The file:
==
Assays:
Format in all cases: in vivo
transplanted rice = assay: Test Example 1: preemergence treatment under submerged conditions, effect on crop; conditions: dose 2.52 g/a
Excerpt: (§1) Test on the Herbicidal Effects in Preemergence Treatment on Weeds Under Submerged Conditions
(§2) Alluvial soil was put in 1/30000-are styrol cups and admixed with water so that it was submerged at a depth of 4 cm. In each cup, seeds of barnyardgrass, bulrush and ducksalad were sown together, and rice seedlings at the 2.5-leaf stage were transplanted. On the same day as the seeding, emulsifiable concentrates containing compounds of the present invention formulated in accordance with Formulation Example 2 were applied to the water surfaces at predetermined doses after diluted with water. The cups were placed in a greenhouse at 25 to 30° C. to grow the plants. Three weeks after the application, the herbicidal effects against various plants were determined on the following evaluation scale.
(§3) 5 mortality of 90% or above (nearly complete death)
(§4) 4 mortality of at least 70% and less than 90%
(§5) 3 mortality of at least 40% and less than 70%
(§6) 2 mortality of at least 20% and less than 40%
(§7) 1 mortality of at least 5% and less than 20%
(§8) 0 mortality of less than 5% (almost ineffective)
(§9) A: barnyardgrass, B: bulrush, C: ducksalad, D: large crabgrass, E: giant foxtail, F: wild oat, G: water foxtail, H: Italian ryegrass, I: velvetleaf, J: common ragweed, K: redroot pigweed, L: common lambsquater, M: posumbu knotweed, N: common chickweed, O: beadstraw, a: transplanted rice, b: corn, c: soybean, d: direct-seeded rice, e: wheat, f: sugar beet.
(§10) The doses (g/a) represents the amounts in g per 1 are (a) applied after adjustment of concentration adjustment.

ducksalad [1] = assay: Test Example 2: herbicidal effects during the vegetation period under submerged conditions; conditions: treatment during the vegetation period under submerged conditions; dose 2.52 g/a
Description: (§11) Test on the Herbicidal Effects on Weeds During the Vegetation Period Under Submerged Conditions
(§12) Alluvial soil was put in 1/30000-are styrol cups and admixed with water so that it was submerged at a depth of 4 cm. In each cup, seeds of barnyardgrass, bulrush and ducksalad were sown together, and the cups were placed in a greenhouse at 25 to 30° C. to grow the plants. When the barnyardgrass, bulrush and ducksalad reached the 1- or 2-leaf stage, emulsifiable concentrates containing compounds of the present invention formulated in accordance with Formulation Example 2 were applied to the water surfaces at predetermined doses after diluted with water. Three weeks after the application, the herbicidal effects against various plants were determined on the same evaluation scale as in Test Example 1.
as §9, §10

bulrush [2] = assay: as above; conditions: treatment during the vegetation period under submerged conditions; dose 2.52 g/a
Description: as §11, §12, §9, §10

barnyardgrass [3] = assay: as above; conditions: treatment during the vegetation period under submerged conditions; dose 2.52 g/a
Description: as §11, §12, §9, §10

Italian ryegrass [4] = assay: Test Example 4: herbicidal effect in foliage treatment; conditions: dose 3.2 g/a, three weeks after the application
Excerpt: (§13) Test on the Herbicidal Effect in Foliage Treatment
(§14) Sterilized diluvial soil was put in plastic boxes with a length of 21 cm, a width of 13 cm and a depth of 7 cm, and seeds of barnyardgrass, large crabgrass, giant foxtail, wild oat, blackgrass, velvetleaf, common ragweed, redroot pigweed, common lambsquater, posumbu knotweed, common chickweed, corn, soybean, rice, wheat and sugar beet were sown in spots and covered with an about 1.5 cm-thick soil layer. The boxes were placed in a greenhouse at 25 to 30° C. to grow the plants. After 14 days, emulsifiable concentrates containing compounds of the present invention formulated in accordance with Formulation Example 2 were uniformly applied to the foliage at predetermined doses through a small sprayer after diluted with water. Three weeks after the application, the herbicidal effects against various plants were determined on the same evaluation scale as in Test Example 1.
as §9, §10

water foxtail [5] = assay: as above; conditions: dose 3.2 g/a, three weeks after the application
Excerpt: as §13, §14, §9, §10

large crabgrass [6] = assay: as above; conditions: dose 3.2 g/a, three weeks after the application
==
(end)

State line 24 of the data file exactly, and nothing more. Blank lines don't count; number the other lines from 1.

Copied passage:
(§14) Sterilized diluvial soil was put in plastic boxes with a length of 21 cm, a width of 13 cm and a depth of 7 cm, and seeds of barnyardgrass, large crabgrass, giant foxtail, wild oat, blackgrass, velvetleaf, common ragweed, redroot pigweed, common lambsquater, posumbu knotweed, common chickweed, corn, soybean, rice, wheat and sugar beet were sown in spots and covered with an about 1.5 cm-thick soil layer. The boxes were placed in a greenhouse at 25 to 30° C. to grow the plants. After 14 days, emulsifiable concentrates containing compounds of the present invention formulated in accordance with Formulation Example 2 were uniformly applied to the foliage at predetermined doses through a small sprayer after diluted with water. Three weeks after the application, the herbicidal effects against various plants were determined on the same evaluation scale as in Test Example 1.